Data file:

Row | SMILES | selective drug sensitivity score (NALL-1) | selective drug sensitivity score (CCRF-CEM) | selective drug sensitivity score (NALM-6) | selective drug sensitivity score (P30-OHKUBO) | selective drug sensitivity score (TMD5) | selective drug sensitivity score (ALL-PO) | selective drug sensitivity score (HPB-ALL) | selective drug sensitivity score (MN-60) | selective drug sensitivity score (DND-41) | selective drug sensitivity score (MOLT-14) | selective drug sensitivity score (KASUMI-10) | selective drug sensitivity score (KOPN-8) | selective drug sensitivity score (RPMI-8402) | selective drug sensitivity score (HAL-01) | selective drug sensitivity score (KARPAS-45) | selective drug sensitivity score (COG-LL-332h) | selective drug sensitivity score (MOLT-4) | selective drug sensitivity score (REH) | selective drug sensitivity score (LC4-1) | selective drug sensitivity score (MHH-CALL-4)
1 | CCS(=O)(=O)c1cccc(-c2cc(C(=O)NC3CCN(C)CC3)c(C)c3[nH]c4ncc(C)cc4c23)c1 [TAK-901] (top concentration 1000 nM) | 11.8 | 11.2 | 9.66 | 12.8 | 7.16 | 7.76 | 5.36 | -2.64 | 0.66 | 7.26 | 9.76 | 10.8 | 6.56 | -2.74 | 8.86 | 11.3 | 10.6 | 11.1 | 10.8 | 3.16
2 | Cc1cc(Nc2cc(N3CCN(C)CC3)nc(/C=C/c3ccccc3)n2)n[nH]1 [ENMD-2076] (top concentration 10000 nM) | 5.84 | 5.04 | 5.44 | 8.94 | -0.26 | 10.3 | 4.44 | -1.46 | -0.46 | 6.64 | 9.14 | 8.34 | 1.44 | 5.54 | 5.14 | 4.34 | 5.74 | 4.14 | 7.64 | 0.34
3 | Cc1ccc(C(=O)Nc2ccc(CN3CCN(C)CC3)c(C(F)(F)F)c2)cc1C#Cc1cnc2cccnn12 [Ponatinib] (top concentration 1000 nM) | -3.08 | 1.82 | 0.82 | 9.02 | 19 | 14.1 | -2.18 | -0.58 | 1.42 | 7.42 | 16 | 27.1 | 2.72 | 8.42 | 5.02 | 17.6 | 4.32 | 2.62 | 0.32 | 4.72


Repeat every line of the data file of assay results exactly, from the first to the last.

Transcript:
Row | SMILES | selective drug sensitivity score (NALL-1) | selective drug sensitivity score (CCRF-CEM) | selective drug sensitivity score (NALM-6) | selective drug sensitivity score (P30-OHKUBO) | selective drug sensitivity score (TMD5) | selective drug sensitivity score (ALL-PO) | selective drug sensitivity score (HPB-ALL) | selective drug sensitivity score (MN-60) | selective drug sensitivity score (DND-41) | selective drug sensitivity score (MOLT-14) | selective drug sensitivity score (KASUMI-10) | selective drug sensitivity score (KOPN-8) | selective drug sensitivity score (RPMI-8402) | selective drug sensitivity score (HAL-01) | selective drug sensitivity score (KARPAS-45) | selective drug sensitivity score (COG-LL-332h) | selective drug sensitivity score (MOLT-4) | selective drug sensitivity score (REH) | selective drug sensitivity score (LC4-1) | selective drug sensitivity score (MHH-CALL-4)
1 | CCS(=O)(=O)c1cccc(-c2cc(C(=O)NC3CCN(C)CC3)c(C)c3[nH]c4ncc(C)cc4c23)c1 [TAK-901] (top concentration 1000 nM) | 11.8 | 11.2 | 9.66 | 12.8 | 7.16 | 7.76 | 5.36 | -2.64 | 0.66 | 7.26 | 9.76 | 10.8 | 6.56 | -2.74 | 8.86 | 11.3 | 10.6 | 11.1 | 10.8 | 3.16
2 | Cc1cc(Nc2cc(N3CCN(C)CC3)nc(/C=C/c3ccccc3)n2)n[nH]1 [ENMD-2076] (top concentration 10000 nM) | 5.84 | 5.04 | 5.44 | 8.94 | -0.26 | 10.3 | 4.44 | -1.46 | -0.46 | 6.64 | 9.14 | 8.34 | 1.44 | 5.54 | 5.14 | 4.34 | 5.74 | 4.14 | 7.64 | 0.34
3 | Cc1ccc(C(=O)Nc2ccc(CN3CCN(C)CC3)c(C(F)(F)F)c2)cc1C#Cc1cnc2cccnn12 [Ponatinib] (top concentration 1000 nM) | -3.08 | 1.82 | 0.82 | 9.02 | 19 | 14.1 | -2.18 | -0.58 | 1.42 | 7.42 | 16 | 27.1 | 2.72 | 8.42 | 5.02 | 17.6 | 4.32 | 2.62 | 0.32 | 4.72